Walking with Love and a Nocturne: a Song of Chopin

(Listen and enjoy while you read)

Deep breath, eyes closed. Headphones in, eyes opened, and a few steps toward the painting. You see a young European aristocrat with a pinched face, and a subtle overbite that gives the look of a sly sneer. Large, gaudy, pinkish hat blending in with drapes behind and holding an emotionless gray tabby cat wrapped in a white sheet. First thoughts. First impressions. The child is a brat. Young, wealthy, controlling of what is within reach. Music on. Features begin to soften; the child looks ill at ease in her surroundings. Clothes not quite fitting. Disheveled appearance showing through.

Photo courtesy of Phillip Trey

Recently, I wrote about being in and out of love at museums. In September of this year, I went to a museum with my dad – a museum I had been to only once before, last March, and it was with someone I was falling(fell) in love with. Rather selfishly, instead of walking the museum with my father, showing him what I had already seen, I listened to music and wandered near but apart from him; simultaneously searching for new work, seeing some of the same objects, and attempting to preserve my memories from before. While shuffling through the Boston Museum of Fine Arts on a sweltering fall day – freezing while inside the art halls – I listened to Frédéric Chopin on repeat. In particular, Nocturne No.2 in E flat, Op.9 No.2 over, and over, and over.

Painting by Henryk Siemiradzki, 1887

Frédéric Francois Chopin was born March 1, 1810 in Poland, and died October 17, 1849 in Paris, at a fairly young age. In the short span of his life, he accomplished much. In a review of his life on NPR Music you learn:

He found himself in such demand as a teacher that he was able to make a comfortable living, and he hobnobbed with the great artists of the day [...]. Chopin's works from his first years in Paris include the Nocturnes of Opp. 9 and 15 (1830-32), the 12 Etudes, Op. 25 (1835-37), [...], the Scherzo in B-flat minor, Op. 31 (1837), the Sonata in B-flat minor, Op. 35 (1837), and the G minor Ballade, Op. 23.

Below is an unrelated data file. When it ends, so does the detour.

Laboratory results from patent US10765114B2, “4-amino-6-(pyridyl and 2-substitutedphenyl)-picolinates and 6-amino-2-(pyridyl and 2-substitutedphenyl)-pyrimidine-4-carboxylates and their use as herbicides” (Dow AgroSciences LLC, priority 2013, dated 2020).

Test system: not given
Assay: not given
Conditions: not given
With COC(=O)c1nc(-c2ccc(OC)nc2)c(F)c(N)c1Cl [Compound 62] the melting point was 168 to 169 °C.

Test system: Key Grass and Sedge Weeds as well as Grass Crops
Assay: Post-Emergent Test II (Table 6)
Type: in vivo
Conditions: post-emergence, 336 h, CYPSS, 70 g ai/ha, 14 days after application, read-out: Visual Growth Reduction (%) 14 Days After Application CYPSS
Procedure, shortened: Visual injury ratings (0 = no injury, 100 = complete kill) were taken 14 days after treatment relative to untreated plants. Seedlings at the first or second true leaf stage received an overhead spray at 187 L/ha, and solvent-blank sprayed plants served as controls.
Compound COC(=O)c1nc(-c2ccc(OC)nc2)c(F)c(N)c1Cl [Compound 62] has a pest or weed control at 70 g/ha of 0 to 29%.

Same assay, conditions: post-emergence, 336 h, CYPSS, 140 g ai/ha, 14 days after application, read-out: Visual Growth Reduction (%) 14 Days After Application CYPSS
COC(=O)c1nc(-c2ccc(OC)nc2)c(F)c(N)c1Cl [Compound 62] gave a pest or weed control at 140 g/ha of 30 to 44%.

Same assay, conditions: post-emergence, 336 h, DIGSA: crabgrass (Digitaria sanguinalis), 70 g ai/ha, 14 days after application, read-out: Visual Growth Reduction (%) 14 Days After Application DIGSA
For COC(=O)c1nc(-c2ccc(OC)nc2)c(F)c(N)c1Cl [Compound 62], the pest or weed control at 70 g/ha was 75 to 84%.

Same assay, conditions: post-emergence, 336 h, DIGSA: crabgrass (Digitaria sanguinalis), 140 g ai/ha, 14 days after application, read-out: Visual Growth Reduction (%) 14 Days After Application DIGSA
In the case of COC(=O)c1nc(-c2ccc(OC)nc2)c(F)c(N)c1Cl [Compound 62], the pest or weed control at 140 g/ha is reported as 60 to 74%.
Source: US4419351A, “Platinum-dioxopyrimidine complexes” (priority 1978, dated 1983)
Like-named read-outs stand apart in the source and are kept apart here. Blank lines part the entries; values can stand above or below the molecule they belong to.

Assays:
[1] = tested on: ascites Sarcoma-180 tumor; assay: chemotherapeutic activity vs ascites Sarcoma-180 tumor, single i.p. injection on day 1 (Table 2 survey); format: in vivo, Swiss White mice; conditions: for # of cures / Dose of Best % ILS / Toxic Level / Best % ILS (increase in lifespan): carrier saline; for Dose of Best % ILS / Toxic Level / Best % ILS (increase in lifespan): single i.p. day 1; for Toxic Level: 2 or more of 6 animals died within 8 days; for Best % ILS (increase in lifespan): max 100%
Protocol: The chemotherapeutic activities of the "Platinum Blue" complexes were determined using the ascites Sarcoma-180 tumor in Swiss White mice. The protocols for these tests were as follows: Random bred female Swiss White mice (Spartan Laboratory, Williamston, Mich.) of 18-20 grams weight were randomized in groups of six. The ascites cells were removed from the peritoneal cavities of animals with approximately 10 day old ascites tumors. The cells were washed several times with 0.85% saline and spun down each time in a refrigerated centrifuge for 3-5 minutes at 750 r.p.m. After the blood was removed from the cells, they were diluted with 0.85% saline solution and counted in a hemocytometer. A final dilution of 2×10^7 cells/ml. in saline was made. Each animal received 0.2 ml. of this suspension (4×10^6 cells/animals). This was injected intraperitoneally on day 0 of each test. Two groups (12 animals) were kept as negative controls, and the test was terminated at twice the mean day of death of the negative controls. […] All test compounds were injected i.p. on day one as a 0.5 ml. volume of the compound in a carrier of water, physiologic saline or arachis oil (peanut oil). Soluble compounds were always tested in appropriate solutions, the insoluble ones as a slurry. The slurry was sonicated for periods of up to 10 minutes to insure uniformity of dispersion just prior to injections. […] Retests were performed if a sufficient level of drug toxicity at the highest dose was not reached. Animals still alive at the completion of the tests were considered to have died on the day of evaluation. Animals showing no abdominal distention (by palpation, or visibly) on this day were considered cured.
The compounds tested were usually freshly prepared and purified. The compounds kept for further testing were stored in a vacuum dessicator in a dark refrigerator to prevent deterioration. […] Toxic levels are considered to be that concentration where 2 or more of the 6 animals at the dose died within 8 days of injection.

It’s interesting to note that he was a success in life. There is this persona of struggling artists from his time period finding success after death. That the music left behind, silently received in life, became a type of immortality only after they were gone. Chopin was unique in other ways. He was also “the first composer of genius to devote himself uniquely to the piano.” Perhaps it was his specialty, his focus, that contributed to his accolades in life, and in setting himself apart from his teachers and fellow musicians. Ted Libbey, of NPR Music, also said that the work of Chopin has, “The luminous textures and haunting melodies he used to express his thoughts added to the piano's sound and range of color shadings that no one before him had imagined were there, but that all who have followed recognize as his.”

For me, his work melded the art of music with the art found on a canvas. It was this “luminous texture” of the Nocturne No.2 in E flat, Op.9 No.2 (he was only twenty when he composed it) that I found so appealing. Every time the song repeated, it felt new and comforting, giving each work of art I viewed new layers, and lending moments of deeper reflection. Cutting out the background noise of the other patrons, including my father, and offered a discrete focus.

Photo courtesy of Phillip Trey

I rely on music. To bring me down or raise me up, to rebuild my emotional state. Genre changing to fit the mood. Listening to Chopin while searching the Boston Museum of Fine Arts, I was able to create a barrier to my memories – a time capsule made of musical notes and piano key flourishes – while at the same time amplifying new ones. I could still feel his hand in mine while gazing over ancient egyptian artifacts, this time with Chopin turning over in my ear, alone. I remembered taking funny-faced photos in front of Mary Magdalene portraits, while my father took mine in front of a life-sized canvas of an American battle – then moving on to the next exhibit with my headphones back in, retreating back into myself.

Chopin’s Nocturne No.2 in E flat, Op.9 No.2 is my musical embodiment for the tipping point of melancholy, a precipice, where I might either slump further within myself, or fall face first into wonder. Waiting subtly to either build upon the moment, or let it pass. It is something I find myself humming at times, almost assigning lyrics, thoughts, to the sound of the piano keys. Here’s love. Here’s grief. Here’s hope. Here’s madness. Here’s to the next breath and note.

Stay Backwords,

Phillip Trey

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